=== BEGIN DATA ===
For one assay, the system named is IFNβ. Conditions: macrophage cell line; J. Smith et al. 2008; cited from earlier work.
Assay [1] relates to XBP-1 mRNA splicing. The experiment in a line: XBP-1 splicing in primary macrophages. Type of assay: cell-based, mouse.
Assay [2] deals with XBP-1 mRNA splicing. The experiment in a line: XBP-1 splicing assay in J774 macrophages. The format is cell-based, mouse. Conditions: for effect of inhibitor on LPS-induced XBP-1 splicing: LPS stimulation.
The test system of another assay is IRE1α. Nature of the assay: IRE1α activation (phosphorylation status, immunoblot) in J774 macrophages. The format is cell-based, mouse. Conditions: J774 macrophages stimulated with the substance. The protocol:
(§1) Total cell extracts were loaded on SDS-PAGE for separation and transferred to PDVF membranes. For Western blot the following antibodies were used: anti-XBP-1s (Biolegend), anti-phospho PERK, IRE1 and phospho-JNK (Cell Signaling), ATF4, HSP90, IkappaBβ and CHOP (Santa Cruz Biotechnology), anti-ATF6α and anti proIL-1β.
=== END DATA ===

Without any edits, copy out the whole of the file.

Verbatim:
For one assay, the system named is IFNβ. Conditions: macrophage cell line; J. Smith et al. 2008; cited from earlier work.
Assay [1] relates to XBP-1 mRNA splicing. The experiment in a line: XBP-1 splicing in primary macrophages. Type of assay: cell-based, mouse.
Assay [2] deals with XBP-1 mRNA splicing. The experiment in a line: XBP-1 splicing assay in J774 macrophages. The format is cell-based, mouse. Conditions: for effect of inhibitor on LPS-induced XBP-1 splicing: LPS stimulation.
The test system of another assay is IRE1α. Nature of the assay: IRE1α activation (phosphorylation status, immunoblot) in J774 macrophages. The format is cell-based, mouse. Conditions: J774 macrophages stimulated with the substance. The protocol:
(§1) Total cell extracts were loaded on SDS-PAGE for separation and transferred to PDVF membranes. For Western blot the following antibodies were used: anti-XBP-1s (Biolegend), anti-phospho PERK, IRE1 and phospho-JNK (Cell Signaling), ATF4, HSP90, IkappaBβ and CHOP (Santa Cruz Biotechnology), anti-ATF6α and anti proIL-1β.